Elixir: Cryptography

Because we’re managing sensitive data we do not want to have it spread all over, this is why we decided to encrypt with AES our saved logs to be sure that nobody except us can access it, but to allow others to be sure we authored the data we signed it using RSA.

Thus I’ll explain how you can use the ex_crypto library to do such operations. You may refresh your knowledges by going on some AES and RSA documentation to really understand how we’ll use the library.

First of all we want to encrypt our data, for this we’ll need a private key that you should never give to anyone. For this you can use the ExCrypto.generate_aes_key/2 which allows you to generate raw key or base64 encoded. For simplicity we’ll consider that the key is in base64.

Then we encrypt our data using the ExCrypto.encrypt/3 which will generate an initialization vector and expect a tag that we’ll leave blank.

defp encrypt(key, message) do
  with {:ok, {_ad, {init_vec, cipher_text, cipher_tag}}} <- ExCrypto.encrypt(key, "", message) do
    ExCrypto.encode_payload(init_vec, cipher_text, cipher_tag)

Then we call the ExCrypto.encode_payload/3 which will serialize the three components (initialization vector, ciphered text and ciphered tag) in a base64 string for transportation.

Now that we have our encoded payload we want to sign it to show that we are the author of this generated data. This is done using asymmetric signature. Same as before we need a private key that can be generated using ExPublicKey.generate_key/2. To make it transportable you can use the ExPublicKey.pem_encode/1 function which will generate a PEM string.

Then we’ll sign our base64 payload with our freshly generated private key. Tips: for those who can’t use the key try to unescape line return special characters from the string as it can be escaped on some systems if used as an environment variable.

defp sign(payload) when is_bitstring(payload) do
  with {:ok, private_key} <- ExPublicKey.loads(key),
       {:ok, signature} <- ExPublicKey.sign(payload, private_key) do
    {:ok, Enum.join([payload, Base.url_encode64(signature)], "|")}

Once we have signed the payload we attach the signature (as base64) at the end of the payload separated by a pipe. Note: JWS protocol rather use a dot separator.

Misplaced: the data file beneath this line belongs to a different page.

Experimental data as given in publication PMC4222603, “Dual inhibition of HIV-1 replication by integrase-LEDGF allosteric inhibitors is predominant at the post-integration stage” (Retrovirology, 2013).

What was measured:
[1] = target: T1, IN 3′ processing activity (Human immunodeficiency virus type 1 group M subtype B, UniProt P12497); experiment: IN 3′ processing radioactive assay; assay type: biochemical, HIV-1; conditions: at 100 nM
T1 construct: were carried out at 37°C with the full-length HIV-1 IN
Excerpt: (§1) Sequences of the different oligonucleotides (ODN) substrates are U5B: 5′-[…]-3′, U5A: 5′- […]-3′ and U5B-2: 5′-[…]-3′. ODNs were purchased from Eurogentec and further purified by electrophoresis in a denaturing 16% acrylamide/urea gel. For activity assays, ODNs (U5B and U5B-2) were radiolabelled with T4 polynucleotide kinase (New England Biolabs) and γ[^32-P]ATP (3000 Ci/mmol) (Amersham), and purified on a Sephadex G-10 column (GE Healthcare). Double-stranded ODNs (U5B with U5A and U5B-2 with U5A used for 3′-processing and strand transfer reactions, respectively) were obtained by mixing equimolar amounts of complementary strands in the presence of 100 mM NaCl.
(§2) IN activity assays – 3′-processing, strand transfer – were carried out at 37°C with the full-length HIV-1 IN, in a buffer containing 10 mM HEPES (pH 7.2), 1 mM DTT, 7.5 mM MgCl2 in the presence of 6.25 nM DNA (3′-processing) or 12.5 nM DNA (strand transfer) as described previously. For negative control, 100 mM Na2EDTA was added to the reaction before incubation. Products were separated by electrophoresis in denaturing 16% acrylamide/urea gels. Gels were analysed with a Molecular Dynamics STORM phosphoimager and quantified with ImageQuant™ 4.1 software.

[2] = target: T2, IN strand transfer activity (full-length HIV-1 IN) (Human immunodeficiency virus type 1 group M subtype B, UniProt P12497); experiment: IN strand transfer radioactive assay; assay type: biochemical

Now that we have a signed payload we need to see how to verify it. This could be done by anyone with your public RSA key. But for fun we’ll do it in Elixir, first you’ll need to separate the encoded payload from the signature using
[encoded_payload, signature] = String.split(encoded_payload, "|")

defp verify(encoded_payload, signature) do
  with {:ok, private_key} <- ExPublicKey.loads(key),
       {:ok, public_key} <- ExPublicKey.public_key_from_private_key(private_key) do
    ExPublicKey.verify(encoded_payload, Base.url_decode64!(signature), public_key)

Then you can call the verify/2 function defined above which will load the key as PEM string, get the public key from your private key and verify the provided payload. Note: in real usages you'll provide the public key directly.

Now that you are sure the payload is yours you can safely decrypt it using your private AES key as follow

defp decrypt(key, encoded_payload) do
  with {:ok, {d_init_vec, d_cipher_text, d_cipher_tag}} <-
         ExCrypto.decode_payload(encoded_payload) do
    ExCrypto.decrypt(key, "", d_init_vec, d_cipher_text, d_cipher_tag)

We see that we decode the payload first to load all necessary decryption information, the initialization vector, the tag and the encrypted text using ExCrypto.decode_payload/1. Then we’re ready to decrypt it using ExCrypto.decrypt/5.

And voila, you’re now able to crypt and sign data transportable on the wire if you need to. Another interesting usage would have been to crypt using RSA public key so someone else could decrypt data at the other end. Signature on the other end is done using your private RSA key.

Note that all AES related features are available in ExCrypto module meanwhile all RSA features are in ExPublicKey for a nice separation of concerns. Note that ExCrypto is mainly a sugar around the :crypto Erlang module.

I hope you’ve learn something thanks to this post and that it will make you want to give a try to Elixir.

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